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Identifying Elections and Political Process Interventions that Support Post-Conflict Stabilization  

PURPOSE

Post-conflict political transitions represent an important opportunity for CEPPS, USAID, and other democracy and governance actors to partner with local stakeholders to support stabilization efforts. While academic research has closely interrogated key questions in the field of post-conflict transitions – including democratization and authoritarianism, the sequencing of peace negotiations and truth and reconciliation processes, electoral system design, and democratic backsliding – the Elections and Political Processes (EPP) community has not thoroughly applied this research to a programmatic context. Through a careful examination of EPP interventions in post- conflict transitions, and in consultation with USAID and academic peer reviewers, this project will seek to highlight lessons learned from a long record of interventions that support stabilization during political transitions from conflict.

APPROACH

This project will be implemented in two phases in close coordination with USAID and academic partners. Phase I will focus on developing appropriate research questions and identifying research countries. In Phase II, CEPPS/IFES will:

  • Develop analytical frameworks for data analysis in close coordination with academic partners and USAID;
  • Identify and analyze program data from technical assistance interventions in the target countries identified in Phase I. Sources may include quarterly and annual reports, internal and external evaluations and stakeholder interviews, as well as field research, if available data is insufficient to answer the research questions; and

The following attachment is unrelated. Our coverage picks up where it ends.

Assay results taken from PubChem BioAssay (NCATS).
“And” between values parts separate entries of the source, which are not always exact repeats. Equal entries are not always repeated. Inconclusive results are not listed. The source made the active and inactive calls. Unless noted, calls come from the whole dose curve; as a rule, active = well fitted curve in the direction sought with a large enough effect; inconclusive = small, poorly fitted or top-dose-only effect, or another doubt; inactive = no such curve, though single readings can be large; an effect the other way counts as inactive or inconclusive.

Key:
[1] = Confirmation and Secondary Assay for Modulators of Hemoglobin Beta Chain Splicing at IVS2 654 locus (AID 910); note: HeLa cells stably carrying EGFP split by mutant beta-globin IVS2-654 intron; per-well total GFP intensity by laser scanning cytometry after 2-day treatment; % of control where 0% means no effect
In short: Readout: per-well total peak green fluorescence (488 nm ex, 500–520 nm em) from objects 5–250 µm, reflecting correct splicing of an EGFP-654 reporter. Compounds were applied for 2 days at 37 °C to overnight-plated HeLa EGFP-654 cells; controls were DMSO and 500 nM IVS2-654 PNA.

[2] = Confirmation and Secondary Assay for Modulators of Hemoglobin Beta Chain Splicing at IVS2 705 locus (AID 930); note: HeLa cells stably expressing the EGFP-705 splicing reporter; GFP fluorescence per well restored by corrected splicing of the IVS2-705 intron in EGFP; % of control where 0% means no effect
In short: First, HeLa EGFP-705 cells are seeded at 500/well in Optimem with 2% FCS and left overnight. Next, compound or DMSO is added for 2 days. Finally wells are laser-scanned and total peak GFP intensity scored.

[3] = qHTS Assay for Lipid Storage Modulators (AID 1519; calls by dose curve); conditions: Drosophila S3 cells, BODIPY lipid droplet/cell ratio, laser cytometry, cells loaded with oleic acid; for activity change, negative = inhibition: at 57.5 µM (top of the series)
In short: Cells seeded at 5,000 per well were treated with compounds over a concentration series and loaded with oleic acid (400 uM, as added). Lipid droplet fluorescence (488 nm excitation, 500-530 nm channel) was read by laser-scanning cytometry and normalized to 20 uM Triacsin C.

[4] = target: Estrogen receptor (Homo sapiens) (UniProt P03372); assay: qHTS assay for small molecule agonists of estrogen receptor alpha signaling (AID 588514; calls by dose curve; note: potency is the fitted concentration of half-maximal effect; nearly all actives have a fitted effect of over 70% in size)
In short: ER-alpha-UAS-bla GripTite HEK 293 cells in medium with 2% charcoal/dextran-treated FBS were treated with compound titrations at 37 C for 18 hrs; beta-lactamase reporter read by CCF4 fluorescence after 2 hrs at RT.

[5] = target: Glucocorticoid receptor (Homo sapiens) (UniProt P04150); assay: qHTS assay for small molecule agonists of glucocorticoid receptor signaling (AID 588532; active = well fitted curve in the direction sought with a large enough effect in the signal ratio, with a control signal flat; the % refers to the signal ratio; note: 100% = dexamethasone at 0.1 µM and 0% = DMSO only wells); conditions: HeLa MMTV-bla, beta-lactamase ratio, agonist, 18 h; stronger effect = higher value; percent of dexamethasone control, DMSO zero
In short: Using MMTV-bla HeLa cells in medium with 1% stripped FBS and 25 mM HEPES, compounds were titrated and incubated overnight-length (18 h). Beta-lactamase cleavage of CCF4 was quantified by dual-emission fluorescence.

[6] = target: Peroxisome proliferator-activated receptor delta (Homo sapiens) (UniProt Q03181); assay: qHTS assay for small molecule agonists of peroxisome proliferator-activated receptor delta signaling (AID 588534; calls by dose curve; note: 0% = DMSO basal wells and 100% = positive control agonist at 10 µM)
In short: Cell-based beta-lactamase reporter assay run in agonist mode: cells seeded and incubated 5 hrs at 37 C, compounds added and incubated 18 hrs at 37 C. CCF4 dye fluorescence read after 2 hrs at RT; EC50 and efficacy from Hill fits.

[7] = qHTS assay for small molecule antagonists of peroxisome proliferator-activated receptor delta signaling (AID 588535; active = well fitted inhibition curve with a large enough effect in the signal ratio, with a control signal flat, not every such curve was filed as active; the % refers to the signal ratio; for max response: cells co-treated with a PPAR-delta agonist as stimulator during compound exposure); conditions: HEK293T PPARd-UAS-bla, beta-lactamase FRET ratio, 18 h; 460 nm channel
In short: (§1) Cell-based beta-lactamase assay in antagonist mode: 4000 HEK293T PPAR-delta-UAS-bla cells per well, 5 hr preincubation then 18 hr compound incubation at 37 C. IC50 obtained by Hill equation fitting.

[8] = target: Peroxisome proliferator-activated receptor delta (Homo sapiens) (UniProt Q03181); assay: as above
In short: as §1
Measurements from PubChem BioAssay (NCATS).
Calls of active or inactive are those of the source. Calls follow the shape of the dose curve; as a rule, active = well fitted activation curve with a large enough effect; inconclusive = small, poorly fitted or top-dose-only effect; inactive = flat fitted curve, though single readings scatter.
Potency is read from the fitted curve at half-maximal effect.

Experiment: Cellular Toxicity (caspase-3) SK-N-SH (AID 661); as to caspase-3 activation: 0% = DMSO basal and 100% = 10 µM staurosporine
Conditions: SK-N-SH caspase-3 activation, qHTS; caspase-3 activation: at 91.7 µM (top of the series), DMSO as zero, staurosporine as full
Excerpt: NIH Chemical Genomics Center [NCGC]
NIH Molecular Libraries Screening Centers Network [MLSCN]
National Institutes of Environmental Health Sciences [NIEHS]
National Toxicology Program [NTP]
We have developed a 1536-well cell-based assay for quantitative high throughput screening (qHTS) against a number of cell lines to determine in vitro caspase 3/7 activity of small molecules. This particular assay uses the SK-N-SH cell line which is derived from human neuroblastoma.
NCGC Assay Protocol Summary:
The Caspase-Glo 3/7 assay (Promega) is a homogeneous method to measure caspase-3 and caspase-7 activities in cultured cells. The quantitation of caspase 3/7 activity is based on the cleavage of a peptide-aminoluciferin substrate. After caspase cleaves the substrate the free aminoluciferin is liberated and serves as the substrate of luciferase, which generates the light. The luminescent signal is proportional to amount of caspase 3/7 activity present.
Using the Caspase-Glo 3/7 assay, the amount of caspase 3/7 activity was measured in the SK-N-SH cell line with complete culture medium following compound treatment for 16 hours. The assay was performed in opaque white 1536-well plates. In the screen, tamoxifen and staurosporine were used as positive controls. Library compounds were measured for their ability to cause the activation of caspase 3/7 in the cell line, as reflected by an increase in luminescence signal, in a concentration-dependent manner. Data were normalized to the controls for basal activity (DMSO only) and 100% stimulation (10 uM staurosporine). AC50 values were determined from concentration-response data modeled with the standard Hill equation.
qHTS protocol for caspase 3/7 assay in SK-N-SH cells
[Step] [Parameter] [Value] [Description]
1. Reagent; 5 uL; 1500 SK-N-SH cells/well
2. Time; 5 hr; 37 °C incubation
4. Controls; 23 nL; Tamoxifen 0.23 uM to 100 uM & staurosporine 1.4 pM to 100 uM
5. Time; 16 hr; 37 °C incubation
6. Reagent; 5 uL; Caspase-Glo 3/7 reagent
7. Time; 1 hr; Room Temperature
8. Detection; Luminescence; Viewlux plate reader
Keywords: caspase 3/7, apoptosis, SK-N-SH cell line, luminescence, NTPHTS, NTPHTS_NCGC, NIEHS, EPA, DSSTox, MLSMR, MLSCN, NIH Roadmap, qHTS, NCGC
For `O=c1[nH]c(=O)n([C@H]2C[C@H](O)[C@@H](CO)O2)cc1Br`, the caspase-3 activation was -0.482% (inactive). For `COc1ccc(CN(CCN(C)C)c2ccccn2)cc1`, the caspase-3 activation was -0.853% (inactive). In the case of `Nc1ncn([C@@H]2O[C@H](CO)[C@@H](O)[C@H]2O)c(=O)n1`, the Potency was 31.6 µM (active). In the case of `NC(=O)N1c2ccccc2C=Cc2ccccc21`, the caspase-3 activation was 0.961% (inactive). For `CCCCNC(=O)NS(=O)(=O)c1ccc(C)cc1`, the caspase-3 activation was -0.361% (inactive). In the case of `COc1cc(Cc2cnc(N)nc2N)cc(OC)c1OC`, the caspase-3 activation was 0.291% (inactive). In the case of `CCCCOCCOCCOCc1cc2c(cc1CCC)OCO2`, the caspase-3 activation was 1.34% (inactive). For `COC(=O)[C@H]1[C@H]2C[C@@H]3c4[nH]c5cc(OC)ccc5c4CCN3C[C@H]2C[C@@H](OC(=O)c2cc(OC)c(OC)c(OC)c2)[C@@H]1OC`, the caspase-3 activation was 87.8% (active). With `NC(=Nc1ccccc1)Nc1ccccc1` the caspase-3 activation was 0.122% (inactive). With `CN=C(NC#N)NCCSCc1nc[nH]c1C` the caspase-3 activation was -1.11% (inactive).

• Produce a final report that presents analysis of the pro- gram data, key findings, and suggests promising points and forms of intervention for EPP programming in transitional environments.

CORE QUESTIONS

  • How can donors and implementers best measure the success of interventions in post-conflict transitions?
  • What are the important lessons learned from CEPPS’ programmatic experience in post-conflict transitions?
  • Based on those lessons learned, how should programs be designed to contribute to post-conflict stabilization?

DELIVERABLE

Project findings and analysis will be used to inform future USAID programming, as well as programming in the EPP community of practice more broadly. Findings will be disseminated through a “lessons learned” workshop and debriefs with USAID and Department of State stakeholders, and will be used to increase understanding of how future interventions can best be designed to contribute to post-conflict stabilization. Special emphasis will be placed on programmatic and analytical approaches that enable the design of programs to more effectively engender participation of marginalized populations in the transition process. CEPPS will consider additional formats for displaying data and analysis, including an online democratic transition time- line highlighting promising points for programmatic intervention and successful examples of such interventions.

 

Overcoming Challenges to Democracy and Governance Programs in Post-Conflict Countries 

This report is the first of two in this project. It is based on a review of academic literature, data from program reports and interviews with 28 implementers to gather their perspectives and experiences in the past 25 years of democracy and governance programming in 18 post-conflict countries.

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